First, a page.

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NFL to return to Mexico City in 2020, 2021

NFL Commissioner Roger Goodell (Credit: Getty Images)

The National Football League will return to play regular-season games at Mexico City’s Estadio Azteca in 2020 and 2021, NFL commissioner Roger Goodell announced at his pre-Super Bowl news conference in Miami.

The date and time for this year’s game will be announced with the release of the league’s schedule in the spring.

Last November, the Kansas City Chiefs and Los Angeles Chargers played in Mexico City in front on 76,252 fans. It was a far more successful experience than the 2018 debacle, in which the showdown between the Chiefs and the Los Angeles Rams was moved to the United States at short notice due to poor field conditions.

Goodell addressed a number of other key issues in his traditional pre-Super Bowl state-of-the-league press conference, which came before Sunday’s game between the Chiefs and San Francisco 49ers.

Goodell said that Miami will almost definitely be the future site of the Super Bowl going forward, something which city leaders are already working on.

“There’s a reason why Miami is hosting its 11th Super Bowl,” more than any other Super Bowl venue in history, Goodell said. “They know how to put on big events. They know how to do this. We believe we’ll be back here many times going into the future.”

On Sunday, the NFL will honor both Los Angeles Lakers legend Kobe Bryant and Hall of Fame defensive end Chris Doleman, who both died this week, Goodell added.

On the prospect of a future Super Bowl in Las Vegas following the arrival of the Rams, Goodell said: “I think we should get through the Draft before we focus on the Super Bowl. We’ll focus on that (Super Bowl site in 2025) before the end of the calendar year.”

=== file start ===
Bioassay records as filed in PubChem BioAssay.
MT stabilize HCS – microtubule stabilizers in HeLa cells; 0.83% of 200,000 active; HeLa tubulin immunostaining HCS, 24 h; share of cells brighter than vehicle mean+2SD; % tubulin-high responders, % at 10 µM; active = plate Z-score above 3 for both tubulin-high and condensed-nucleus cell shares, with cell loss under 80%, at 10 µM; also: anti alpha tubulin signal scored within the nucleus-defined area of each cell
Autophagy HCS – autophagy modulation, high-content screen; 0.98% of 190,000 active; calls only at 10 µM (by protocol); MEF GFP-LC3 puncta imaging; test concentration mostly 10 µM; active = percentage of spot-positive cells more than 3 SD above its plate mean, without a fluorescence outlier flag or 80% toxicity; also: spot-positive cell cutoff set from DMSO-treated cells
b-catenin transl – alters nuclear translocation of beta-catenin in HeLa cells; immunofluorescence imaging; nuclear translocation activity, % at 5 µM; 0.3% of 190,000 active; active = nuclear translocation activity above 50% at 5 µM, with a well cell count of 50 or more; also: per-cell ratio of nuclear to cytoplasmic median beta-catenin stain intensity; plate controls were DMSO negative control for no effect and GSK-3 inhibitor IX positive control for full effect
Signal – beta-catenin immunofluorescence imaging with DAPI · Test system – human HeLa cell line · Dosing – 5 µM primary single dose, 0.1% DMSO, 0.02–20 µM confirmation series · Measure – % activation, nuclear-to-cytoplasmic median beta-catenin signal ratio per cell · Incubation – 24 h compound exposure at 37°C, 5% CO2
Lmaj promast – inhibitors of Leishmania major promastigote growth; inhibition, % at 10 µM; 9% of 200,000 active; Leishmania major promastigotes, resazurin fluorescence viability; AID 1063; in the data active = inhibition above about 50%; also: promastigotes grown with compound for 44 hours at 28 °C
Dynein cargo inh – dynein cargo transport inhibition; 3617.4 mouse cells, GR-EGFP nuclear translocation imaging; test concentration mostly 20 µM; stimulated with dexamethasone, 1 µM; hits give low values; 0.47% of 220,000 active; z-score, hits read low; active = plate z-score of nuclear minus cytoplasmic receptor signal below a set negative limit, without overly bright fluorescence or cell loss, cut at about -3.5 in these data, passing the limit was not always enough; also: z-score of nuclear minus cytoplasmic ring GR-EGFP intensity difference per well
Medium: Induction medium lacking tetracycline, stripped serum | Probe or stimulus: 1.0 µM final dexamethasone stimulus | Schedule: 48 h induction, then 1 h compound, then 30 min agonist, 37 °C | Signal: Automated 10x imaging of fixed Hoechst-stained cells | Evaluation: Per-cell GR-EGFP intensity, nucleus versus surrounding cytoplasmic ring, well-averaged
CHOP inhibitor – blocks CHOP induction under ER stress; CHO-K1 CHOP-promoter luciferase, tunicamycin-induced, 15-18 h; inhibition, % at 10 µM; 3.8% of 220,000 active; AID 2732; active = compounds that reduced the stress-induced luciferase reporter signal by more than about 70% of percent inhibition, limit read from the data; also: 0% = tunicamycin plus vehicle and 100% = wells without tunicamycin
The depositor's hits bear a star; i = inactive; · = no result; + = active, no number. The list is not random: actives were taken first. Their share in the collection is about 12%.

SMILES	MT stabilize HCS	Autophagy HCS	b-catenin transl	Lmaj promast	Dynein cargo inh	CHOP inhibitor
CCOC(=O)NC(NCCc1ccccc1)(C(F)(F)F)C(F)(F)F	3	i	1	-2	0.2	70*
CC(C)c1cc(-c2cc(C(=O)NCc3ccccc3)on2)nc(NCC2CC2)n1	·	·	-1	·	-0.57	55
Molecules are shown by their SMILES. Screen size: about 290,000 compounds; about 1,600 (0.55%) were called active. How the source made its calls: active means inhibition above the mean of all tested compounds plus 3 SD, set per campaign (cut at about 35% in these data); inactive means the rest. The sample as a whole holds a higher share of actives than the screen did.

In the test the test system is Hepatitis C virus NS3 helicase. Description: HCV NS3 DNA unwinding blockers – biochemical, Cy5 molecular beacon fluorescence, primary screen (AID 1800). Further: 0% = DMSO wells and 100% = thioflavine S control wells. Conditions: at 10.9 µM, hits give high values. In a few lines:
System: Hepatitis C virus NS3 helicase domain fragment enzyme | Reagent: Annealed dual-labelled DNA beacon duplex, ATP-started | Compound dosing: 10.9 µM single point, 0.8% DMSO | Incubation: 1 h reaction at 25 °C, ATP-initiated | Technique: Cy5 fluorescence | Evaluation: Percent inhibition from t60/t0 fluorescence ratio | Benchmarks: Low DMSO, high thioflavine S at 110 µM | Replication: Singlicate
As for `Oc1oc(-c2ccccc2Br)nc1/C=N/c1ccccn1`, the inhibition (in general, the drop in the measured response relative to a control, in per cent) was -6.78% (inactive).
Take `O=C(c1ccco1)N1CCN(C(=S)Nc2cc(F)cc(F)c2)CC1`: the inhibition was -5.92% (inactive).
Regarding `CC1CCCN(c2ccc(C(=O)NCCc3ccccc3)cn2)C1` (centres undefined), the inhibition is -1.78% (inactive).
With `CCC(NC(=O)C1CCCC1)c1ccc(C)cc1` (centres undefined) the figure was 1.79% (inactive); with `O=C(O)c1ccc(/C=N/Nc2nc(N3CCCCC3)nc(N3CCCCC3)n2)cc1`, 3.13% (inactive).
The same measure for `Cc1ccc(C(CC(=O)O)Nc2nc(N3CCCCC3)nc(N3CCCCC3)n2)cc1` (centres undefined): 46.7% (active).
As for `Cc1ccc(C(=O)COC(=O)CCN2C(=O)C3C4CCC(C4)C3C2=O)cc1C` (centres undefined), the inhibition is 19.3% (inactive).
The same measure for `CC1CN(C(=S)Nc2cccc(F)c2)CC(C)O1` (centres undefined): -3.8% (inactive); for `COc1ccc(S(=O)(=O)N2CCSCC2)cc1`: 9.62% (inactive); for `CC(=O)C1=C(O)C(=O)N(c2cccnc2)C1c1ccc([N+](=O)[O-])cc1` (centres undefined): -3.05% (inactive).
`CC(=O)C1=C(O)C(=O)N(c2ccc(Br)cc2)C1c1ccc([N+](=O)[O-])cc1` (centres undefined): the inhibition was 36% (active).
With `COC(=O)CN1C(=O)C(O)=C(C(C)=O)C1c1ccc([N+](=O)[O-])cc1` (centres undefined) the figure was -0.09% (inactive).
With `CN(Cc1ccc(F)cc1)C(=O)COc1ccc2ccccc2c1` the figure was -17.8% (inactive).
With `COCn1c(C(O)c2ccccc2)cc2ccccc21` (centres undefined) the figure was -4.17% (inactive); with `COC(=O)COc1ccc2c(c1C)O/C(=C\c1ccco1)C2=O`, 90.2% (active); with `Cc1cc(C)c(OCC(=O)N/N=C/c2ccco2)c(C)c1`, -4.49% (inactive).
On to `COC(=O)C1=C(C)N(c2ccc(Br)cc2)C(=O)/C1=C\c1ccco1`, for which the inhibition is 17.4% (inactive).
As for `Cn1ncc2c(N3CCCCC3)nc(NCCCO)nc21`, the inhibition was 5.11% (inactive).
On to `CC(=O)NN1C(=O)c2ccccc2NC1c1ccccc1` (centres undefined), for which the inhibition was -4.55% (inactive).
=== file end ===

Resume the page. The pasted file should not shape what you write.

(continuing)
This year’s Draft will be staged in part in the fountains in front of the Bellagio, representing yet another escalation of the ever-popular spring event.

With regard to much-discussed expansion, the league could potentially place a team in Toronto going forward, Goodell said. But he added that “a stadium up to NFL standards is going to be an important element,” in part signaling that Rogers Centre, home of Major League Baseball’s Toronto Blue Jays, does not meet that standard.

Goodell said the NFL and players’ union were having “incredibly productive dialogue” on reaching a new collective bargaining agreement. But he refused to discuss whether the league would insist on a 17th regular-season game, and did not commit to a time-frame for getting a new deal done.

On the lack of black head coaches in the league and the failure of the Rooney Rule, Goodell said: “Clearly we are not where we want to be on this level. It’s clear we need to change. We have already begun discussing those changes, what steps we can take next to determine better outcomes.”

Here, too, Goodell did not have specifics. But it was still a rare concession from the commissioner that the stated goals of the Rooney Rule have not been met, and that significant adjustment is required.

Goodell, 60, also indicated that he may seek to continue his role past 2023, the end of his current contract. “Your work is never done. I want to put this league in the best possible position. I haven’t thought about retirement. It’s not on my agenda. I’m 100 per cent committed to this job,” he said.

Meanwhile, former Lakers star Shaquille O’Neal, who is grieving the death of Bryant, confirmed he will still participate in a planned Super Bowl party in Miami this week. He also announced that he will donate all proceeds from the event to the families of the victims of Sunday’s California helicopter crash that claimed nine lives.

“Kobe would want us to push through and celebrate life,” O’Neal tweeted. “So let’s do just that. I’ll be dedicating and donating all my proceeds from Friday night’s Fun House to all the families who lost loved ones and to the Kobe and Vanessa Bryant Foundation. Together we will celebrate all those who lost their lives in Sunday’s tragedy.”